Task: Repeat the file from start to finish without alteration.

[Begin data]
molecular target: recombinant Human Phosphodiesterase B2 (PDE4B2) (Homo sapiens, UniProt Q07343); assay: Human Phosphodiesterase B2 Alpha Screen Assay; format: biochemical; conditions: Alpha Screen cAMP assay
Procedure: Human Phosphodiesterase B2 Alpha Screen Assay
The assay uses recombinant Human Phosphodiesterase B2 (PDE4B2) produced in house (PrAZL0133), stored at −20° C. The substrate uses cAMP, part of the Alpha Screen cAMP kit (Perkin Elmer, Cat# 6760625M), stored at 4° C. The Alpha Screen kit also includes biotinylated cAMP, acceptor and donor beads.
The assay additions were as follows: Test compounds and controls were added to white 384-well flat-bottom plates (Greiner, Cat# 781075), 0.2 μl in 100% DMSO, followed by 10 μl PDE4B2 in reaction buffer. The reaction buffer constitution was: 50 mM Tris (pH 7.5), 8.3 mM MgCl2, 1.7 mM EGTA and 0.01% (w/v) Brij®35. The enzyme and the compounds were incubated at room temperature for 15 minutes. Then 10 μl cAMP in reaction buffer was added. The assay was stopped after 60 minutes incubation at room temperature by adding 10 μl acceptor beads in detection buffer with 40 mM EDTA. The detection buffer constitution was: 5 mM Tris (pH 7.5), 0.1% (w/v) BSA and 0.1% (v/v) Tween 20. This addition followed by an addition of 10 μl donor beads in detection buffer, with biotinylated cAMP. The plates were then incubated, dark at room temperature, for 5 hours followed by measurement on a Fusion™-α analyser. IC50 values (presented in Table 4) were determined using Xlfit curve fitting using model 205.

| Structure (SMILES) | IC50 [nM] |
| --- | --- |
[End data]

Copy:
molecular target: recombinant Human Phosphodiesterase B2 (PDE4B2) (Homo sapiens, UniProt Q07343); assay: Human Phosphodiesterase B2 Alpha Screen Assay; format: biochemical; conditions: Alpha Screen cAMP assay
Procedure: Human Phosphodiesterase B2 Alpha Screen Assay
The assay uses recombinant Human Phosphodiesterase B2 (PDE4B2) produced in house (PrAZL0133), stored at −20° C. The substrate uses cAMP, part of the Alpha Screen cAMP kit (Perkin Elmer, Cat# 6760625M), stored at 4° C. The Alpha Screen kit also includes biotinylated cAMP, acceptor and donor beads.
The assay additions were as follows: Test compounds and controls were added to white 384-well flat-bottom plates (Greiner, Cat# 781075), 0.2 μl in 100% DMSO, followed by 10 μl PDE4B2 in reaction buffer. The reaction buffer constitution was: 50 mM Tris (pH 7.5), 8.3 mM MgCl2, 1.7 mM EGTA and 0.01% (w/v) Brij®35. The enzyme and the compounds were incubated at room temperature for 15 minutes. Then 10 μl cAMP in reaction buffer was added. The assay was stopped after 60 minutes incubation at room temperature by adding 10 μl acceptor beads in detection buffer with 40 mM EDTA. The detection buffer constitution was: 5 mM Tris (pH 7.5), 0.1% (w/v) BSA and 0.1% (v/v) Tween 20. This addition followed by an addition of 10 μl donor beads in detection buffer, with biotinylated cAMP. The plates were then incubated, dark at room temperature, for 5 hours followed by measurement on a Fusion™-α analyser. IC50 values (presented in Table 4) were determined using Xlfit curve fitting using model 205.

| Structure (SMILES) | IC50 [nM] |
| --- | --- |